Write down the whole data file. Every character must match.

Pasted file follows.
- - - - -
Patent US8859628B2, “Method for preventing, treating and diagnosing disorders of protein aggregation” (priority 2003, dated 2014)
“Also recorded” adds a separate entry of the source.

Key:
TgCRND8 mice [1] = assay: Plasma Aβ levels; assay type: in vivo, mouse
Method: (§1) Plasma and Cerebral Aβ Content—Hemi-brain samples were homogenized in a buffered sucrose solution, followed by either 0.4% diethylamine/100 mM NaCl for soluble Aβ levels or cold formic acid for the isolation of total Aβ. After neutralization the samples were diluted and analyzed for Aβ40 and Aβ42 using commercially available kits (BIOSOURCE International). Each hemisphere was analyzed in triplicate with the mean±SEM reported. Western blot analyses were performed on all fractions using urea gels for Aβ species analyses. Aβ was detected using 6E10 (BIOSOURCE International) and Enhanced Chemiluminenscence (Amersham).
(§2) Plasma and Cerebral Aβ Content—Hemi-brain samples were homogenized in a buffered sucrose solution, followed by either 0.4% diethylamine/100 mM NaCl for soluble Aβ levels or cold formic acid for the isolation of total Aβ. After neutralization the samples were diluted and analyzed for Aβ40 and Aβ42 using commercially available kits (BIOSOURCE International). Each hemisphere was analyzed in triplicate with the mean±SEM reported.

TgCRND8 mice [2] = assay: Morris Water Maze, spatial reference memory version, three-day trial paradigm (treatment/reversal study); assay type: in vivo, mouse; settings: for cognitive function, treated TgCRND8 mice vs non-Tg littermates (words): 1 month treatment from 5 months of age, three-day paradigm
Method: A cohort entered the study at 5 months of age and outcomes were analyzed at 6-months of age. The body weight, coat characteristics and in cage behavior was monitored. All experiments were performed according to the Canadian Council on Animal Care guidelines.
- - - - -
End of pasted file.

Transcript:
Patent US8859628B2, “Method for preventing, treating and diagnosing disorders of protein aggregation” (priority 2003, dated 2014)
“Also recorded” adds a separate entry of the source.

Key:
TgCRND8 mice [1] = assay: Plasma Aβ levels; assay type: in vivo, mouse
Method: (§1) Plasma and Cerebral Aβ Content—Hemi-brain samples were homogenized in a buffered sucrose solution, followed by either 0.4% diethylamine/100 mM NaCl for soluble Aβ levels or cold formic acid for the isolation of total Aβ. After neutralization the samples were diluted and analyzed for Aβ40 and Aβ42 using commercially available kits (BIOSOURCE International). Each hemisphere was analyzed in triplicate with the mean±SEM reported. Western blot analyses were performed on all fractions using urea gels for Aβ species analyses. Aβ was detected using 6E10 (BIOSOURCE International) and Enhanced Chemiluminenscence (Amersham).
(§2) Plasma and Cerebral Aβ Content—Hemi-brain samples were homogenized in a buffered sucrose solution, followed by either 0.4% diethylamine/100 mM NaCl for soluble Aβ levels or cold formic acid for the isolation of total Aβ. After neutralization the samples were diluted and analyzed for Aβ40 and Aβ42 using commercially available kits (BIOSOURCE International). Each hemisphere was analyzed in triplicate with the mean±SEM reported.

TgCRND8 mice [2] = assay: Morris Water Maze, spatial reference memory version, three-day trial paradigm (treatment/reversal study); assay type: in vivo, mouse; settings: for cognitive function, treated TgCRND8 mice vs non-Tg littermates (words): 1 month treatment from 5 months of age, three-day paradigm
Method: A cohort entered the study at 5 months of age and outcomes were analyzed at 6-months of age. The body weight, coat characteristics and in cage behavior was monitored. All experiments were performed according to the Canadian Council on Animal Care guidelines.